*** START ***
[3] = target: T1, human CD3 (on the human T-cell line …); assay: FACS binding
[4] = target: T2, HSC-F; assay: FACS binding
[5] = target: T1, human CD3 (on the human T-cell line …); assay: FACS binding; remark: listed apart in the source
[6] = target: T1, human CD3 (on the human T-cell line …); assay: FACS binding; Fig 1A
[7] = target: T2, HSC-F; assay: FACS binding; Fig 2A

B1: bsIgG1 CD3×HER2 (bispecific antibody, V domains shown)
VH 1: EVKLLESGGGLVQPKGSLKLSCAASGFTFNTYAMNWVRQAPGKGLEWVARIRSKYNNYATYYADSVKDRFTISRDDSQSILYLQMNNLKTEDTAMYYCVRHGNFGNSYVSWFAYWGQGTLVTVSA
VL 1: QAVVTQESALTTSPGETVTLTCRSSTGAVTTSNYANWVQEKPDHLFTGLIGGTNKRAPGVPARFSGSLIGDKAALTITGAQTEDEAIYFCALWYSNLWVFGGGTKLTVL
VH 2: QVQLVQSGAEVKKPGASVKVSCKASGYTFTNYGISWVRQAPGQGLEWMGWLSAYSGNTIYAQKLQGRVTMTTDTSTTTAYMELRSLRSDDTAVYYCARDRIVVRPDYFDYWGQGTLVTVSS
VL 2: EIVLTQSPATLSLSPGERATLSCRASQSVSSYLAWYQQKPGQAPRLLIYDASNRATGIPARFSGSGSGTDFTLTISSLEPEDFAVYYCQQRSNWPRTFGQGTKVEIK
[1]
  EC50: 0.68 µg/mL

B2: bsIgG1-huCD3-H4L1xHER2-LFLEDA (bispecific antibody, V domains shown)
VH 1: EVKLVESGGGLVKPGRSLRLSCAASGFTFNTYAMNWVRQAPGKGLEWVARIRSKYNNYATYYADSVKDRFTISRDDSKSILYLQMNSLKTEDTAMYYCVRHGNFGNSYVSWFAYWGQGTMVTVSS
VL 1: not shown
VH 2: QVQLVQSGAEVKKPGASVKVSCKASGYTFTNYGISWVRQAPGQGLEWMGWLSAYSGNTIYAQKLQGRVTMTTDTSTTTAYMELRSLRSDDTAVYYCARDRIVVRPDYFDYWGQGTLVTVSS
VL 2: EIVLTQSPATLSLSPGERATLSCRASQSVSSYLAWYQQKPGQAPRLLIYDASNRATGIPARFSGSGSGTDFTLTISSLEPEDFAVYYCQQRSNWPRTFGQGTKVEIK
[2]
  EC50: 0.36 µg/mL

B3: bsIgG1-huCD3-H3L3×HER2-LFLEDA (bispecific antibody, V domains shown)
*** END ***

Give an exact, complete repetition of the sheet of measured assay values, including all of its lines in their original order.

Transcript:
[3] = target: T1, human CD3 (on the human T-cell line …); assay: FACS binding
[4] = target: T2, HSC-F; assay: FACS binding
[5] = target: T1, human CD3 (on the human T-cell line …); assay: FACS binding; remark: listed apart in the source
[6] = target: T1, human CD3 (on the human T-cell line …); assay: FACS binding; Fig 1A
[7] = target: T2, HSC-F; assay: FACS binding; Fig 2A

B1: bsIgG1 CD3×HER2 (bispecific antibody, V domains shown)
VH 1: EVKLLESGGGLVQPKGSLKLSCAASGFTFNTYAMNWVRQAPGKGLEWVARIRSKYNNYATYYADSVKDRFTISRDDSQSILYLQMNNLKTEDTAMYYCVRHGNFGNSYVSWFAYWGQGTLVTVSA
VL 1: QAVVTQESALTTSPGETVTLTCRSSTGAVTTSNYANWVQEKPDHLFTGLIGGTNKRAPGVPARFSGSLIGDKAALTITGAQTEDEAIYFCALWYSNLWVFGGGTKLTVL
VH 2: QVQLVQSGAEVKKPGASVKVSCKASGYTFTNYGISWVRQAPGQGLEWMGWLSAYSGNTIYAQKLQGRVTMTTDTSTTTAYMELRSLRSDDTAVYYCARDRIVVRPDYFDYWGQGTLVTVSS
VL 2: EIVLTQSPATLSLSPGERATLSCRASQSVSSYLAWYQQKPGQAPRLLIYDASNRATGIPARFSGSGSGTDFTLTISSLEPEDFAVYYCQQRSNWPRTFGQGTKVEIK
[1]
  EC50: 0.68 µg/mL

B2: bsIgG1-huCD3-H4L1xHER2-LFLEDA (bispecific antibody, V domains shown)
VH 1: EVKLVESGGGLVKPGRSLRLSCAASGFTFNTYAMNWVRQAPGKGLEWVARIRSKYNNYATYYADSVKDRFTISRDDSKSILYLQMNSLKTEDTAMYYCVRHGNFGNSYVSWFAYWGQGTMVTVSS
VL 1: not shown
VH 2: QVQLVQSGAEVKKPGASVKVSCKASGYTFTNYGISWVRQAPGQGLEWMGWLSAYSGNTIYAQKLQGRVTMTTDTSTTTAYMELRSLRSDDTAVYYCARDRIVVRPDYFDYWGQGTLVTVSS
VL 2: EIVLTQSPATLSLSPGERATLSCRASQSVSSYLAWYQQKPGQAPRLLIYDASNRATGIPARFSGSGSGTDFTLTISSLEPEDFAVYYCQQRSNWPRTFGQGTKVEIK
[2]
  EC50: 0.36 µg/mL

B3: bsIgG1-huCD3-H3L3×HER2-LFLEDA (bispecific antibody, V domains shown)